In the past, when the world was run by the aristocracy, your social success was mostly determined by the family you were born into. Today, we live in a so-called meritocracy: anyone can strive for success, and your IQ, qualities and skills determine how far up the social ladder you climb. This solves the problem of inequality, one would say. But is that truly the case?
Not according to Arnon Grunberg, who was named artist in residence (AiR@TU/e) this academic year, in honor of TU/e’s lustrum year. Together with a group of students, the author plans to undertake a philosophical expedition in the coming months to the limits and possibilities of meritocracy. Grunberg started the expedition in the Blauwe Zaal last Thursday evening – in front of a 75 strong live audience and lots of others watching from home – with an exploration of the issue. The evening was organized by Studium Generale and was presented and moderated by Rozemarijn Schalkx.
Grunberg succinctly described the problem of meritocracy using the ironic words spoken by sociologist Michael Young (1915-2002): those who become successful just happen to belong to the ‘Lucky Sperm Club.’
Grunberg immediately modernizes the term into ‘Lucky Sperm and Egg Club,’ but the idea is the same: that high IQ of yours and that ability to work really hard or to charm the people around you aren’t your own achievements. You just happened to be born with them, and that doesn’t make you better than others. Consequently, there are still winners and losers in this world.
And is it true that your success is determined solely by your suitability? Grunberg: “How do you explain the fact that parents’ educational level is an important predictor of children’s academic achievement?”
Grunberg doesn’t believe that meritocracy leads to equal opportunity and that it erases the difference between social classes. He chooses his word carefully: “It is taboo in the Netherlands to talk about the existence of a class society.”
Politicians, for example, are more likely than average university-trained. This increases the chance that the national government pays less attention to the needs of social groups with lower levels of education. One could say that this alone makes a politician with a university diploma less suited for his or her position. “In politics in particular, everyone should have an equal chance to ‘run for office,’ as they say in the US.”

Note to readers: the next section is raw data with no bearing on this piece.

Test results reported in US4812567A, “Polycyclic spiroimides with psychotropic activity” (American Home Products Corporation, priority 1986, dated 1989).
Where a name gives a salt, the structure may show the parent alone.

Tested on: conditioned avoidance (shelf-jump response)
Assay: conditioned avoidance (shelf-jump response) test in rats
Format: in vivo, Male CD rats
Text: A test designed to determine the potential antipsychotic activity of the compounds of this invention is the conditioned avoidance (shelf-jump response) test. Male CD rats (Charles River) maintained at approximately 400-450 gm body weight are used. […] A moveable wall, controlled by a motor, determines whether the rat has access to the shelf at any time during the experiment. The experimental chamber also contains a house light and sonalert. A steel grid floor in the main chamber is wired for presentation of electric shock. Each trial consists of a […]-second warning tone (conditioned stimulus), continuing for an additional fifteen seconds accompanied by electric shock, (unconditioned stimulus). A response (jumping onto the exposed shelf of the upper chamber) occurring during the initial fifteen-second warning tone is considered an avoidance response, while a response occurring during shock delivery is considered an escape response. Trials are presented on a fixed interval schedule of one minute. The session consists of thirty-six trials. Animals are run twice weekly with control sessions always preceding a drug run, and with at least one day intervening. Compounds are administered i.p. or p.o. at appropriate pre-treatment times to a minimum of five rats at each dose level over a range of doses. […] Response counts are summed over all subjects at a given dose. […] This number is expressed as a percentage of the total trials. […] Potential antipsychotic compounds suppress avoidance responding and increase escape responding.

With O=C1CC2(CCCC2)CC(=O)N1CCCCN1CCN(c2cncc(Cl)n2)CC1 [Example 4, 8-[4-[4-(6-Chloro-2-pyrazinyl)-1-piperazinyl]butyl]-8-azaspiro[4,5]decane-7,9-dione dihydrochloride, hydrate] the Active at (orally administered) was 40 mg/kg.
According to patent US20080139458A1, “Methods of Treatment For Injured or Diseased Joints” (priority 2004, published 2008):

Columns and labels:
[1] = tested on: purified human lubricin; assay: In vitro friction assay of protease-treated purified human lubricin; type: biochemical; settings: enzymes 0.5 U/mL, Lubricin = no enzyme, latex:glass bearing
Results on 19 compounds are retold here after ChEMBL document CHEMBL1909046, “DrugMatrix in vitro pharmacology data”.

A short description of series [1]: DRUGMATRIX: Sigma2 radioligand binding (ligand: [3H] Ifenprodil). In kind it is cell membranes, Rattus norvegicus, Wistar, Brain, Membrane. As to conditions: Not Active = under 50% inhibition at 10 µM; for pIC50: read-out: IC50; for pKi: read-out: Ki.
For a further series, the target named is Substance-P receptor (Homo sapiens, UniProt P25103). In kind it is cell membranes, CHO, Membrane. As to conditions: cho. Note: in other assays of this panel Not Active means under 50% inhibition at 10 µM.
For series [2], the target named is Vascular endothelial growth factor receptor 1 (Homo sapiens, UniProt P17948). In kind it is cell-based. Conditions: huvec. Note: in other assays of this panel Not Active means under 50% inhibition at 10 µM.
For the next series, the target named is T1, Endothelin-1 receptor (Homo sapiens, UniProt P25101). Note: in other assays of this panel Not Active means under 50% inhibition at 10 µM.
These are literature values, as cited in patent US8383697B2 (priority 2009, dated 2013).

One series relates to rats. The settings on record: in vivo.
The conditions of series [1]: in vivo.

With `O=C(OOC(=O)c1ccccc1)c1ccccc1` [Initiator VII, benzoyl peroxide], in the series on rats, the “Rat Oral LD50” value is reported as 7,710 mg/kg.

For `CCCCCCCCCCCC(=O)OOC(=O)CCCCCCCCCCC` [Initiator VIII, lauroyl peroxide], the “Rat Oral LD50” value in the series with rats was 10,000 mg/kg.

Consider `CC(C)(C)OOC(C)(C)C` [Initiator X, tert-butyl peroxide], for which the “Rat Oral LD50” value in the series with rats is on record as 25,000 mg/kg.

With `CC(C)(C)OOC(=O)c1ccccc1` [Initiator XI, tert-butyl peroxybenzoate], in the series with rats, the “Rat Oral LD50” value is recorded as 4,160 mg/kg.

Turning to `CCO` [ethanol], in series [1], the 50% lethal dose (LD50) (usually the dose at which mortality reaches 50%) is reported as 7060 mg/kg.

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And no matter how utopian it may seem – equal opportunity for all – the idea that everyone is a potential rival in social competition is also quite scary, in all honesty. That is an important reason, Grunberg believes, for the migration debate. “We don’t want those others to reduce our education, job and housing prospects. Can’t they just stay there and leave us alone?”
Should the government make an effort to promote equal opportunity? Grunberg is in favor of little or no government intervention, aimed predominantly at those who get crushed by the system through sheer bad luck. “That’s also because we humans are complicated, irrational beings – you never know whether policy measures have the desired outcome.”
The author believes that there’s no reason why the division between positions should have to be a perfect reflection of society. “If a city has an above average number of dentists from Asian origin, for example, that wouldn’t be a problem to me. I believe that positive discrimination is a means with many unwanted side effects.”
The link with TU/e’s much discussed – up to the Netherlands Institute for Human Rights – policy to recruit more women is not difficult to see. Executive Board president Robert-Jan Smits asks to speak and refers to an article published by Grunberg in 2019 about TU/e’s Irène Curie Fellowship program. In this article, Grunberg states that he is not in favor of such an intervention, but that it could be of help in upsetting the old boys’ network, which has gotten just a bit too comfortable in its seat of power.
Grunberg still holds that view, but he would like to add a comment: “The general reasoning error that always occurs with any revolution, large or small, is the idea that the new elite will be better than the old one.” After all, a revolution doesn’t just dislodge the existing elite, it also helps a new one into the saddle. That, for example, is how the wealthy bourgeoisie replaced the aristocracy.
And that makes, for example, an initiative like ‘Vote for a woman’ more dangerous than it might seem, Grunberg says: “France will hold presidential elections next year, in which Marine Le Pen will likely take part…”
Time for audience reactions. A physicist in the Blauwe Zaal says that the presence of a minimum number of women at her department makes a big difference to her personally: “Because of these role models, I feel like a member of a community instead of an outcast.”
The questions soon become more substantive. If the meritocratic ideal is that suitability determines your eligibility for a position, how do you measure that suitability objectively? After all, tests like the CITO exam have their limitations. And: isn’t it worth striving for an ideal meritocracy, in which society in general benefits from the fact that the right people occupy the right positions? Because that’s how we achieve optimal progress.
Enough ingredients for the philosophical expedition Grunberg and his travelling party set off on last Thursday evening.